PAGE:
Friday, November 13, 2009

Three Chinese Films Amongst the Decade's 100 Best

As we draw closer to the end of the Noughties, London broadsheet The Times has selected its 100 Best Films of the Decade. As you might expect from the British media, it's very anglocentric and a little eccentric with its odd mix of arthouse and megaplex crowdpleasers.

Although this past decade has hardly been a glory era for Chinese film-making, that only three Chinese films made the list seems an underrepresentation. Perhaps that's more the fault of today's film distribution system rather than The Times critics. It's strange that as the economy becomes increasingly globalised, and a greater range of products from all over the world are available to consumers, the choices of filmgoers in the English-speaking world are steadily being reduced to a bland menu of mainly American fare. In Australia, for example, this year only one Chinese film received a general cinema release, and that was a condensed version of the two Red Cliff movies.

Back to The Times list, and the highest-ranked Chinese film was arthouse favourite In the Mood for Love (花样年华) at number 37. Directed by Wong Kar-Wai (王家卫), the romantic, atmospheric and very stylish love story starred Tony Leung and Maggie Cheung as two neighbours trying to resist their growing love for each other. The Hong Kong produced film was released in 2000.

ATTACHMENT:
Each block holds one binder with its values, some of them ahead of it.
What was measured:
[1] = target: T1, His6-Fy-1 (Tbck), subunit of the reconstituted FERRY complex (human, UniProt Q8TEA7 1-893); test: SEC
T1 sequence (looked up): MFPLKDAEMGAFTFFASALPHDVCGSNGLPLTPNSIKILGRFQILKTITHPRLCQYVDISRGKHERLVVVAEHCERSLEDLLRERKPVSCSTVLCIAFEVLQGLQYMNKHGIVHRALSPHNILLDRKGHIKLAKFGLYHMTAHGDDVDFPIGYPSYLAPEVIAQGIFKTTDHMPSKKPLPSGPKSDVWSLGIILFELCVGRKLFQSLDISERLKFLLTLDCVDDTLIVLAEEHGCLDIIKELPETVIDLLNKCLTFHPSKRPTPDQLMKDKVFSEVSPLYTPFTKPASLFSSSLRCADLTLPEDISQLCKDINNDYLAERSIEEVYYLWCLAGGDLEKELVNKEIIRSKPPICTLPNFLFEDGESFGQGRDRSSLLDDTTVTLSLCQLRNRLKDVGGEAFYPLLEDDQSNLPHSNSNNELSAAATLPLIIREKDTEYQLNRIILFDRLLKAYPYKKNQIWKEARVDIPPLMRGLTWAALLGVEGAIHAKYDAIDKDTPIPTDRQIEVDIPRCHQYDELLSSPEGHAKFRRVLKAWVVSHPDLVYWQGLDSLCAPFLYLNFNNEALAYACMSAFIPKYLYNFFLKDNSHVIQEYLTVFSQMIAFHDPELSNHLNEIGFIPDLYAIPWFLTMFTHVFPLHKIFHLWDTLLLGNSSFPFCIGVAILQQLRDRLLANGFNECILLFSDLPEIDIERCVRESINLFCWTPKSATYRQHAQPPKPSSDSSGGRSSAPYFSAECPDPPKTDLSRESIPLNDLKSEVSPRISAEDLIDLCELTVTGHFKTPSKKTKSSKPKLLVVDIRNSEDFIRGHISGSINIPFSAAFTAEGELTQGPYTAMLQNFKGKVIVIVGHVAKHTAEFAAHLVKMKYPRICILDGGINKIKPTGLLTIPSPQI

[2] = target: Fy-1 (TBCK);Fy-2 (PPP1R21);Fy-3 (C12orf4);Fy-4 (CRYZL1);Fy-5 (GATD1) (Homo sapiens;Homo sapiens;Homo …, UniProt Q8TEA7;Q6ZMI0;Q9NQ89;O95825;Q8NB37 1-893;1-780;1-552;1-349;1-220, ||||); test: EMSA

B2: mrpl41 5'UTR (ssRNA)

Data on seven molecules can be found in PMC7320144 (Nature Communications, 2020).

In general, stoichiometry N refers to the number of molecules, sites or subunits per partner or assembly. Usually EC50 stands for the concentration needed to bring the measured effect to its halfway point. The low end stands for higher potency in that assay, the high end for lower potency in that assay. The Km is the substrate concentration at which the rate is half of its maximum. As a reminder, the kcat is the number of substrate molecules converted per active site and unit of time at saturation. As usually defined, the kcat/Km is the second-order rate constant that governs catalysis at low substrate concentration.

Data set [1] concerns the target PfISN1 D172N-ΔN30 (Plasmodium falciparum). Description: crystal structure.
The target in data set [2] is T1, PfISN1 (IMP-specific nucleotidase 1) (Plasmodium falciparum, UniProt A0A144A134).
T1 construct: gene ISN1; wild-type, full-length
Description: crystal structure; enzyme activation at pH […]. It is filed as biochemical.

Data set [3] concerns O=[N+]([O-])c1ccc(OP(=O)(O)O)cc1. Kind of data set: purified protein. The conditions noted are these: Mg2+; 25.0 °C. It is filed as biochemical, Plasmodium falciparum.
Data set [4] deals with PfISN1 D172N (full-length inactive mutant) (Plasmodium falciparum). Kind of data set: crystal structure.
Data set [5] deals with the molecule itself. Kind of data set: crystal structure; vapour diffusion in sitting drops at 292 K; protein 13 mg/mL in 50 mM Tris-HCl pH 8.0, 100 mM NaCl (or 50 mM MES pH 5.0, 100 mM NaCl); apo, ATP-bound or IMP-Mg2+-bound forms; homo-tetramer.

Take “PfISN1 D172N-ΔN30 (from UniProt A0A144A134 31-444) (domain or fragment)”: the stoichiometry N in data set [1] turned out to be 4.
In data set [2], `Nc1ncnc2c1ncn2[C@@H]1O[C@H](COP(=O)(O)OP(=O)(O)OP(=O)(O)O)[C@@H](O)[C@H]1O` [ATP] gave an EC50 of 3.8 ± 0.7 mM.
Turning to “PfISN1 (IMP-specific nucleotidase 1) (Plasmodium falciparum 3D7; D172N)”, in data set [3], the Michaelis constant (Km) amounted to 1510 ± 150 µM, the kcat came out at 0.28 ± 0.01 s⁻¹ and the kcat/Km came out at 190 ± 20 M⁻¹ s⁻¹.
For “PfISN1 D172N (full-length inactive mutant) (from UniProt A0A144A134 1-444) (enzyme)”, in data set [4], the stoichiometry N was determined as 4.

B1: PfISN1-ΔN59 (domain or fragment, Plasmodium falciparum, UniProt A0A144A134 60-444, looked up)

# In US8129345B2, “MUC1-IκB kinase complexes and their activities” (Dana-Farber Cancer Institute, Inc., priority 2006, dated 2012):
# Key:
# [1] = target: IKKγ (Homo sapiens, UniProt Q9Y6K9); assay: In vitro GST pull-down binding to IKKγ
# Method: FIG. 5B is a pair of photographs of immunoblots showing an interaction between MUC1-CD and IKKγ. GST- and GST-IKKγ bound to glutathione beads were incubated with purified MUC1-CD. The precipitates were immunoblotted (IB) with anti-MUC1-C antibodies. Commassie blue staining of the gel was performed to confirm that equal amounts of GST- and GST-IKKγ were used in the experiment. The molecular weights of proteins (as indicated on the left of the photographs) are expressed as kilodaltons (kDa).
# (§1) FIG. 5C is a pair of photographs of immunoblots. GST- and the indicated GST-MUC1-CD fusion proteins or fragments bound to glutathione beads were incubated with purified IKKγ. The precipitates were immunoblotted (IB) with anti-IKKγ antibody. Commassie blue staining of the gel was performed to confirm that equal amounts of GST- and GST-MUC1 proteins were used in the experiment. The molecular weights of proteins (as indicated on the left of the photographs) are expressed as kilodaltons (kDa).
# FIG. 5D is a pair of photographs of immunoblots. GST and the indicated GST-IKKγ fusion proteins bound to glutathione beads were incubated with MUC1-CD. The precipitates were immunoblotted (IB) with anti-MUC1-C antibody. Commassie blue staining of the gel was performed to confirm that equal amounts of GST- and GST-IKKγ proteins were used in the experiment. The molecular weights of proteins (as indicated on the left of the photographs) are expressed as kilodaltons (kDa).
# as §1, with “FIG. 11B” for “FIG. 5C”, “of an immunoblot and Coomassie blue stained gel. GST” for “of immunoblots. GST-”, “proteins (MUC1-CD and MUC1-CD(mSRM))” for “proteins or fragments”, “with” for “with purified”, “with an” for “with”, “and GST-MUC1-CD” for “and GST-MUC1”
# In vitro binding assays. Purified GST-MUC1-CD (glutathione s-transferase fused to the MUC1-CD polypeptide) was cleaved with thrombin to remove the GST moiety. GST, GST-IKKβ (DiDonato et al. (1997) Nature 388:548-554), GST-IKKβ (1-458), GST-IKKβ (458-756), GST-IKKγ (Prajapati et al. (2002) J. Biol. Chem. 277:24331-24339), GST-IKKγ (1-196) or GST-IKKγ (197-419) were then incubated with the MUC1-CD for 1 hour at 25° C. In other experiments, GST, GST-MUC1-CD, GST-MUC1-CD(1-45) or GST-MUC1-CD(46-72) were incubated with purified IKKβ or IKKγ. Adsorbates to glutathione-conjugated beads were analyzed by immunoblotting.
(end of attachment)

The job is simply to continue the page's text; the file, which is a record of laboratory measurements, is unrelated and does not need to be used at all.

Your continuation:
The second Chinese film on the list was at number 82, Yi Yi: A One and a Two (一一) directed by the late Edward Yang (杨德昌). Set in Taipei, this family drama was completed in 2000, just before Yang was diagnosed with cancer. The film won Yang the Best Director Award at Cannes, amongst numerous other awards.

Finally, at number 93 is The House of Flying Daggers (十面埋伏) from 2004, which for some reason The Times found a better film than Crouching Tiger Hidden Dragon. Presumably the list-makers felt they needed to include at least one Zhang Yimou (张艺谋) film on the list. The martial arts epic, set towards the end of the Tang Dynasty, starred Takeshi Kaneshiro, Zhang Ziyi and Andy Lau.

Incidentally the number one film on The Times list was a French movie, Hidden, which I haven't had the pleasure of seeing. Of course these lists are highly subjective and therefore shouldn't be taken too seriously. After all, what credibility does a list have that puts The Wedding Crashers and Anchorman ahead of Infernal Affairs, which failed to make the list at all?

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